Military Spouse Magazine

JAN 2019

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Page 31 of 35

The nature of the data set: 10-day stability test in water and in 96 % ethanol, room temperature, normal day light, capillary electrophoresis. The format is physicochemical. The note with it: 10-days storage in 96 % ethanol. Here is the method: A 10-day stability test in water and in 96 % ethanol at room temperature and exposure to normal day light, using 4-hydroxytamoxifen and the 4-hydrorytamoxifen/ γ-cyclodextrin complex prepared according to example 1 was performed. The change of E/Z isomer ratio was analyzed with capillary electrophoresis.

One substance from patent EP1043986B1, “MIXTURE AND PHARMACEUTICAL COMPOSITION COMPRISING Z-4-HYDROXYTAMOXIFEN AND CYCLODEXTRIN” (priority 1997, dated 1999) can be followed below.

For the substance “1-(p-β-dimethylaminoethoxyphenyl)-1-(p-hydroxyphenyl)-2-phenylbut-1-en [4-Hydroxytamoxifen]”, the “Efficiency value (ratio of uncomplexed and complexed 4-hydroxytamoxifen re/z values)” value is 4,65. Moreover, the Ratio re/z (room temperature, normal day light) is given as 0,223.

When I was dating my now-husband, my biggest trepidation was his position in the military. As a journalist, I'd been on assignment across the United States, Asia, and Africa. It was New York Times or bust for me. In the months leading to our wedding, I agonized over my career prospects as a future military spouse. I turned to the Internet to learn how other spouses grew professionally, which only discouraged me. Most articles focused on jobs, not careers. Most people told me I'd have to set aside my ambitions, at least for a while. My best decision? Ignoring it all. I now run Tuli, a multi- national business with a fully remote team of 24, giving me a job that's both reward- ing and PCS-proof. In 2017, my husband and I completed two overseas PCS moves in fewer than six months, and I didn't miss a beat with work. I launched a new product line while we were living in a hotel awaiting housing, and I'll never forget setting it live while sitting in a laundro- mat and then watching it sell out as my husband's uniforms tumbled nearby. It's not easy, but it's a lot more doable than the narrative I heard sug- gests. Here's what I wish someone had told me: Tuli fights poverty by creating sustainable jobs in East Africa. By selling jewelry made of recycled paper beads and brass, the company provides fair-wage jobs to artisans living in some of Africa's largest slums. A consistent paycheck allows them to feed their families, educate their children, and rise out of poverty. DEVELOPING AN IDEA I didn't want to start over with every PCS, so I decided to start my own business instead. Military spouse or not, building anything worthwhile takes perseverance, so I needed an idea I could throw myself behind. I thought about what compelled me to become a journalist: I loved writing, but I also wanted to help people by telling important stories and inciting change. Tuli is an extension of that desire. We sell jewelry that's handmade in East Africa and fights poverty by creating sustainable, fair-wage jobs. It's an idea I developed while report- ing in Uganda, and I decided to pursue it. Starting a business is creating your own job, so it should be one you love. Even on the hard days (and there are plenty!), because I believe in my company, I never consider giving up. Whatever you do, it should have a lasting appeal for you. BUILDING A REMOTE TEAM Tuli started as just me and three women in Uganda. Today, our U.S. team comprises four people, and we work with nearly two dozen in both Uganda and Kenya. We also have 32 ambassadors in the United States, who work as contractors for the company. When it became clear that it was time to hire some help stateside, I knew a traditional office wouldn't work for me, unless I wanted to either move or replace my team every two to three years. I decided instead to develop a remote team. To do this, I've established clearer expectations and pro- cesses than I did when I managed people in the past. My team is never together, so we must be more intentional about communi- cation and deadlines. We manage them through tools like Slack and Asana, and it's forced us to be efficient, adaptive, and trusting. My team includes other military spouses, people I've met through networking, and recruits from traditional job listings. A great place to start is with a virtual assistant, whom you can hire from a multitude of agencies. THE MILITARY SPOUSE ADVANTAGE It's true: There are benefits to being a fixed-location business because you can build relationships and support within your commu- nity—but the military community is vaster than any hometown is. Military spouses fiercely sup- port each other because we all understand the unique struggles of our lifestyle. Much of Tuli's growth has hinged on social media market- ing, and because my closest friends are from across the U.S., when they help me out with shares, I reach people I never would otherwise. Transient living also means con- stantly meeting people. Tuli products are sold in stores across the country, and getting into those stores is easier when I meet buyers in person. A year ago, I was pitching to stores in Boston and New York, and now I'm building relationships in Honolulu. The key to making the military community work for you is to approach new relationships authentically, not transactionally. I don't set out to meet people just so my business ben- efits, but instead I seek relationships because I enjoy doing so, and a com- munity of reciprocal support follows. Working as a military spouse is difficult, but it's not impossible. I'd like to see a more encouraging narrative emerge than the one I heard (and ig- nored) as a soon-to-be military spouse. With creativity and grit, it can be done. As I type this, I can feel my first child kicking away in utero. I've heard often that I'll have no choice but to quit Tuli once the baby is born and my husband deploys. I'm looking forward to ignoring that narrative, too. H O U R L I V E S Manager on the Move How I developed and scaled an international business as a military spouse (and how you can, too!) By Megan Kitt, Navy Spouse Megan Kitt, Owner of Tuli Photos provided by Megan Kitt 32 MILITARYSPOUSE.COM / JANUARY 2019

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